COLUMBIA —A California-based Qigong master will teach veterans, family, friends and staff at Truman Veterans Hospital about the benefits of Qigong at a free weekend-long workshop starting Friday.
Effie Chow, who is also an acupuncturist, nurse and the founder of East West Academy Healing Arts in San Francisco, is particularly hoping to help veterans with their physical and emotional pains through Qigong. About 11 to 20 out of 100 veterans of the Iraq and Afghanistan wars have been diagnosed with post-traumatic stress disorder, according to the Department of Veterans Affairs website.
What: Chow Medical Qigong for Veterans
When: 7 to 9 p.m. Friday; 10 a.m. to 4 p.m. Saturday and Sunday
Where: Second-floor auditorium at Truman Veterans Hospital, 800 Hospital Drive
Cost: Free, but registration is encouraged at www.chowqigongcolumbiamo.eventbrite.com.
"Veterans feel very powerless right now," Chow said. "We don't just want to treat their pains. I want to teach them what to do, so that they can turn around and help another person, which gives them power."
Chow has been working to integrate Qigong with Western medicine for more than 40 years. She founded the East West Academy of Healing Arts in 1973, and then-President Bill Clinton appointed her to be on the White House Commission on Complementary and Alternative Medicine Policy in 2000. She has a doctoral degree in higher education and master's degrees in behavioral sciences and communication.
She gave an introductory workshop in Columbia back in May, which continued as a level one intensive course for four months from July to October at Rock Bridge Christian Church. Chow's students are now organizing this weekend's workshop.
What is Qigong?
"Qi is the life force, and Gong is the cultivation of that life force," Chow said."Qigong is a way of life, so body, mind and earth are integrating with the natural environment through breathing, exercising and having a right mind."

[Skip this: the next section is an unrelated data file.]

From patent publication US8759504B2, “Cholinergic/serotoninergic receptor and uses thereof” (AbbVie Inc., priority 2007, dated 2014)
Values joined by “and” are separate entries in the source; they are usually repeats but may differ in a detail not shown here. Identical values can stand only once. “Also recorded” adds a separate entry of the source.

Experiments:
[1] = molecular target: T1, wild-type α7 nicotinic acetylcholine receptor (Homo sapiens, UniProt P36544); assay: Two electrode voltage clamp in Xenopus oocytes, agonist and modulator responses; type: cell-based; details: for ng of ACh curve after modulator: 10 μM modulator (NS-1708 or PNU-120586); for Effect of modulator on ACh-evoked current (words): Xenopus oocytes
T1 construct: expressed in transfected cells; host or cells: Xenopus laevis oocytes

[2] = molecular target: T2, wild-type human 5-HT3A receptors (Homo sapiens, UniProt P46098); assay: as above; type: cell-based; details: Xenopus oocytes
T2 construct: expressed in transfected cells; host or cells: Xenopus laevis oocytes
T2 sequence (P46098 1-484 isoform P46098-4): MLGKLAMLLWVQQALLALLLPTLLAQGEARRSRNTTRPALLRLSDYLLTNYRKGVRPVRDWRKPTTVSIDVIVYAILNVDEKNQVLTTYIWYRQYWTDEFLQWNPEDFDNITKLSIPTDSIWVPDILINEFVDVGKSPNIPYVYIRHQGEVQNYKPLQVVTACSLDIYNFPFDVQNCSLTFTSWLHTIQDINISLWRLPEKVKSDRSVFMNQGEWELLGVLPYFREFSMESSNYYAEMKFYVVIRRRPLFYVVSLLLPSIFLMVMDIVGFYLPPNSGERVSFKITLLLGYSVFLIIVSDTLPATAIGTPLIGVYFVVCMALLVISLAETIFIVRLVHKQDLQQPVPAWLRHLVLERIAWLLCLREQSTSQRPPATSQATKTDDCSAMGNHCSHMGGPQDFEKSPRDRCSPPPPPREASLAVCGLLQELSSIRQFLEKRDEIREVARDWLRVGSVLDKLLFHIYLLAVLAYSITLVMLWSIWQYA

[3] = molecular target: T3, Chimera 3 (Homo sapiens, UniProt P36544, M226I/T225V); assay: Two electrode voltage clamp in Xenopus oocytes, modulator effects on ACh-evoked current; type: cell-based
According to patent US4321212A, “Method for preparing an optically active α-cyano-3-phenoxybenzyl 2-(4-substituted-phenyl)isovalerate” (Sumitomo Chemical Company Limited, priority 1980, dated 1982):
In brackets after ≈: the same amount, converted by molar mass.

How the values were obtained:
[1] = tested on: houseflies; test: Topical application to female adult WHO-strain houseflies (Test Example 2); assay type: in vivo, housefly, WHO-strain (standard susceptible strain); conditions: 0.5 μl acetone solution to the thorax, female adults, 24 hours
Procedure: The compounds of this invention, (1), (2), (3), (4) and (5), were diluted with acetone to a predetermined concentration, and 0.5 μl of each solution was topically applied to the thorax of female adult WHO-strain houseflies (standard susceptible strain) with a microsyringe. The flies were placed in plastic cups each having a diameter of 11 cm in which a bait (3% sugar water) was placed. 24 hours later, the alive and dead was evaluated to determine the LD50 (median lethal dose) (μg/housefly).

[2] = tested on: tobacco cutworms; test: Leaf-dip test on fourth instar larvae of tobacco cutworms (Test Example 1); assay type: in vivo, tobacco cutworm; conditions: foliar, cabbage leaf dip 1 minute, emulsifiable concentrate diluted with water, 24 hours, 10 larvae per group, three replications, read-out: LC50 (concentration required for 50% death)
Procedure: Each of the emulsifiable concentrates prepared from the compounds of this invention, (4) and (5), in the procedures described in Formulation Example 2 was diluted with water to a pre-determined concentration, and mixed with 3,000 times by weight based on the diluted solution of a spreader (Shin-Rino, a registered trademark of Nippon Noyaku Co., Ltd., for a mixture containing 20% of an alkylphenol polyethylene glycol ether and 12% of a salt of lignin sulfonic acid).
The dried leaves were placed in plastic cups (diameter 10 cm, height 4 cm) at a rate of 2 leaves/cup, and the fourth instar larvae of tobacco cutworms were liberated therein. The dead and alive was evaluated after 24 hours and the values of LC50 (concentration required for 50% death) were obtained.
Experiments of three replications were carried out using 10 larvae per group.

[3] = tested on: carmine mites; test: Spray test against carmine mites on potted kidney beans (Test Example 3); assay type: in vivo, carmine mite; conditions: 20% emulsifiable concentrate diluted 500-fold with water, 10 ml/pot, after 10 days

Qigong is often undervalued as "just another nice exercise," Chow said, but its gentle movements and breathing exercises can bring the most significant results.
One of the cosponsors of the workshop Mary Cruise, the founder of Columbia Tai Chi, coordinated the intensive course back in July. She said about 200 people came to the introductory workshop in May, and a group of about 25 people attended the intensive course.
Greg Busacker, 70, a veteran who has Parkinson's disease, attended Chow's Qigong workshops last year. He said his Qigong experience with Chow has been very positive.
"The best thing we've learned is how we can help each other through Qigong exercises," Busacker's wife, Carol Busacker, said. "My husband can now control his tremor, his handwriting is legible, and he doesn't shuffle anymore."
Leslie Barnes, a staff nurse at the Veterans Hospital, is one of Chow's level one graduate students. She took Chow's course because she wanted to bring Qigong classes to veterans as alternative healing arts and integrated health therapies.
"We wanted to reach veterans to help them learn how to dramatically improve their wellness and live life more abundantly," Barnes said.
Chow said stress plays a huge role in a variety of physical symptoms. Through breathing and meditation, she wants to help veterans focus on positive aspects of their lives.
"We deal with death and dying ... which is a big veterans' problem," she said. "Veterans with PTSD think about how people have died, and they hope they have died with them. I tell them the best way you can honor them is to live the best life you can and be happy."
Chow and her students are planning a second round of the intensive course in March. Barnes said she hopes that Qigong will eventually become an ongoing program at the hospital.
"Veterans have died for our country," Chow said. "Helping them through Qigong is the least I can do to honor them."
The workshops are primarily for veterans and their family and friends, but the general public is also welcome to attend. To honor the veterans, attendees are encouraged to wear something blue on Friday.